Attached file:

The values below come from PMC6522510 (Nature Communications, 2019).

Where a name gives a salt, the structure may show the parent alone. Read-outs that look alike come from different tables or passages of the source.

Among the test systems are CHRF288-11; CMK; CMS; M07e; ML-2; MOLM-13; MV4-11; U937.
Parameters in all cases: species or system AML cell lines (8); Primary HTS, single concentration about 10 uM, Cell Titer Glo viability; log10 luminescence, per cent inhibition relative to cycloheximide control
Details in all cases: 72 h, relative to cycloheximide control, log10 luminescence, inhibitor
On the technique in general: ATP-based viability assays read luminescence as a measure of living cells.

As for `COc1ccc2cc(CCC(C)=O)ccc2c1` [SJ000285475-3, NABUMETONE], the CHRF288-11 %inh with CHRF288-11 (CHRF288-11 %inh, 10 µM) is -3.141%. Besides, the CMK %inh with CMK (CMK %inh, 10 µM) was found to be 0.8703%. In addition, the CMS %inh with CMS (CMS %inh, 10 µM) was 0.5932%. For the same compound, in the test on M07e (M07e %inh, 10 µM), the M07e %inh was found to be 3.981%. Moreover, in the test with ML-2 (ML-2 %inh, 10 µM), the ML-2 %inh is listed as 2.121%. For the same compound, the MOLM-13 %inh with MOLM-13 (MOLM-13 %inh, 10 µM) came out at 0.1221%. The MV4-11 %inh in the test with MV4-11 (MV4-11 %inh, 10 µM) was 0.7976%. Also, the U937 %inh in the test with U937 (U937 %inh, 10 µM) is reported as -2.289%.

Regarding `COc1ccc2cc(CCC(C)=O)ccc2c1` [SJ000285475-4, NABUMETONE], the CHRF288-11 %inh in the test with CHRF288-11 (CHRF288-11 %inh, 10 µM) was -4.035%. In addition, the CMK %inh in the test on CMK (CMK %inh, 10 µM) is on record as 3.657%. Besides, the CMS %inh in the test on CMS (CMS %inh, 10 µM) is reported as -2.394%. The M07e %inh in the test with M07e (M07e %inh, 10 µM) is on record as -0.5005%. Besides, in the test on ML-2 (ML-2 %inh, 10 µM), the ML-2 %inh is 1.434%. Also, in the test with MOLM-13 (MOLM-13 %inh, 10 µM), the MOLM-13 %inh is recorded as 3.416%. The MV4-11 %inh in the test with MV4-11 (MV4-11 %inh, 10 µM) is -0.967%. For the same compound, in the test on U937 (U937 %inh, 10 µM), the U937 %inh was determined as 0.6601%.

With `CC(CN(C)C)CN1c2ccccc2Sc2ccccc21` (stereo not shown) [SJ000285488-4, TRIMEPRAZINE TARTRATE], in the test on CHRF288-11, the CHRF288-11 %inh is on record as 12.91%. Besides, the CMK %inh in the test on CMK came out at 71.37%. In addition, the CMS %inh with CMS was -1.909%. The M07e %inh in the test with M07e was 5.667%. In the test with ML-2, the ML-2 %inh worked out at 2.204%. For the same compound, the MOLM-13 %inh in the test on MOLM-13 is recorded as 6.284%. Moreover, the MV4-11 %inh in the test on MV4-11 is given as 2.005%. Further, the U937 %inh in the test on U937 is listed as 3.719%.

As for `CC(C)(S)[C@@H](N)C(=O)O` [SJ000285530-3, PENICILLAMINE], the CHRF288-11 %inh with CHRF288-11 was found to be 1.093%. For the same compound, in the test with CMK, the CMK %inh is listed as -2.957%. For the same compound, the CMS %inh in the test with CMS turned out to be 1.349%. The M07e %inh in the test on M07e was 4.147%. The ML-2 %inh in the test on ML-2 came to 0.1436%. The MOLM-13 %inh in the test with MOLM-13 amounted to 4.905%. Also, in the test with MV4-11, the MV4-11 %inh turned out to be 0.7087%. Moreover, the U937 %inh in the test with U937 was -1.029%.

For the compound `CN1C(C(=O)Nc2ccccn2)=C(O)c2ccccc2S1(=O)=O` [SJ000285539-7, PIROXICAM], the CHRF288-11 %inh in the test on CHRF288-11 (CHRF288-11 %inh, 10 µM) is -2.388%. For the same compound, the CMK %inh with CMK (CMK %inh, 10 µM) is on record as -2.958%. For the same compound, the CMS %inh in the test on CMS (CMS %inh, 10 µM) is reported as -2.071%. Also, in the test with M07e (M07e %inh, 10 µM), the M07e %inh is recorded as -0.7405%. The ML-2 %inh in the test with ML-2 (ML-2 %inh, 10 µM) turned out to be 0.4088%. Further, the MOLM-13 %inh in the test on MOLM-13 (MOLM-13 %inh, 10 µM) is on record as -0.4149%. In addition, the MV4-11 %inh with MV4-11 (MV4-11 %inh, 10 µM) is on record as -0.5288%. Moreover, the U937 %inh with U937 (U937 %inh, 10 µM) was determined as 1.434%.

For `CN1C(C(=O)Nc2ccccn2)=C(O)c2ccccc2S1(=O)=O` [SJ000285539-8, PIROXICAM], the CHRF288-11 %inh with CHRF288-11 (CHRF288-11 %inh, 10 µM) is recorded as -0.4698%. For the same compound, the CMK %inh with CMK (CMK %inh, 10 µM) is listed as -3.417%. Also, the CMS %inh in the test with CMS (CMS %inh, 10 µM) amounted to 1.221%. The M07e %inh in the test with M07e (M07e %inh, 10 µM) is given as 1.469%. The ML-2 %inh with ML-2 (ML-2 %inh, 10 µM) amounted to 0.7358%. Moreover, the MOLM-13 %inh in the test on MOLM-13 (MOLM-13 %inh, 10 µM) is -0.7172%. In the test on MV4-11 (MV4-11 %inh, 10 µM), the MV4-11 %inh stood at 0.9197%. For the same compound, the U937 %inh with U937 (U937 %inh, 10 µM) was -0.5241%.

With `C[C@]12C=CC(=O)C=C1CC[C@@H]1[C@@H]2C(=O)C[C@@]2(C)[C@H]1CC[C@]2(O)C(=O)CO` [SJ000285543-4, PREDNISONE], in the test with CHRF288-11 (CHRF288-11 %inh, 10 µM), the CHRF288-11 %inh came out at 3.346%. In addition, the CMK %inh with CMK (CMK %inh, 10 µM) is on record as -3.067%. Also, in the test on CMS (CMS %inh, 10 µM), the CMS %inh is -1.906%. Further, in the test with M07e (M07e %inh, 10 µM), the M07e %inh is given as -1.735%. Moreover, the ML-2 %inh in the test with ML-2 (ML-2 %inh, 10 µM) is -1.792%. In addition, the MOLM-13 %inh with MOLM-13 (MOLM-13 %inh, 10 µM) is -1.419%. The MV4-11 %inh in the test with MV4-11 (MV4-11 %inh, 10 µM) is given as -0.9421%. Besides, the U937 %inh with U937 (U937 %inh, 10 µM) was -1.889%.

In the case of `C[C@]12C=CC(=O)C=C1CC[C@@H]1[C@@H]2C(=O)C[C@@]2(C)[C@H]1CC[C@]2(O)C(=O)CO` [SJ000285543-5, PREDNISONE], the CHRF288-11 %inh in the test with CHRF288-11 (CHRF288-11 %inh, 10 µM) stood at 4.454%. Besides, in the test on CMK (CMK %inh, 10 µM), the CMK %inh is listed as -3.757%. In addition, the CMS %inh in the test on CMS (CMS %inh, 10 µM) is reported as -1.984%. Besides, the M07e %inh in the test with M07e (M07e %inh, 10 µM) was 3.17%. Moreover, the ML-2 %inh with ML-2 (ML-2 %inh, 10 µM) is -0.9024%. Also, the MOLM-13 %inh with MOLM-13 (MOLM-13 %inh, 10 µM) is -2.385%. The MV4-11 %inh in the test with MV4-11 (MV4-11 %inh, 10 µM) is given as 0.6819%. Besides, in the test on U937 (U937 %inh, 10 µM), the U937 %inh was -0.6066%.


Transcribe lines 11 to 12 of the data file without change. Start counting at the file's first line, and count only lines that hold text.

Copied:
For the compound `CN1C(C(=O)Nc2ccccn2)=C(O)c2ccccc2S1(=O)=O` [SJ000285539-7, PIROXICAM], the CHRF288-11 %inh in the test on CHRF288-11 (CHRF288-11 %inh, 10 µM) is -2.388%. For the same compound, the CMK %inh with CMK (CMK %inh, 10 µM) is on record as -2.958%. For the same compound, the CMS %inh in the test on CMS (CMS %inh, 10 µM) is reported as -2.071%. Also, in the test with M07e (M07e %inh, 10 µM), the M07e %inh is recorded as -0.7405%. The ML-2 %inh in the test with ML-2 (ML-2 %inh, 10 µM) turned out to be 0.4088%. Further, the MOLM-13 %inh in the test on MOLM-13 (MOLM-13 %inh, 10 µM) is on record as -0.4149%. In addition, the MV4-11 %inh with MV4-11 (MV4-11 %inh, 10 µM) is on record as -0.5288%. Moreover, the U937 %inh with U937 (U937 %inh, 10 µM) was determined as 1.434%.

For `CN1C(C(=O)Nc2ccccn2)=C(O)c2ccccc2S1(=O)=O` [SJ000285539-8, PIROXICAM], the CHRF288-11 %inh with CHRF288-11 (CHRF288-11 %inh, 10 µM) is recorded as -0.4698%. For the same compound, the CMK %inh with CMK (CMK %inh, 10 µM) is listed as -3.417%. Also, the CMS %inh in the test with CMS (CMS %inh, 10 µM) amounted to 1.221%. The M07e %inh in the test with M07e (M07e %inh, 10 µM) is given as 1.469%. The ML-2 %inh with ML-2 (ML-2 %inh, 10 µM) amounted to 0.7358%. Moreover, the MOLM-13 %inh in the test on MOLM-13 (MOLM-13 %inh, 10 µM) is -0.7172%. In the test on MV4-11 (MV4-11 %inh, 10 µM), the MV4-11 %inh stood at 0.9197%. For the same compound, the U937 %inh with U937 (U937 %inh, 10 µM) was -0.5241%.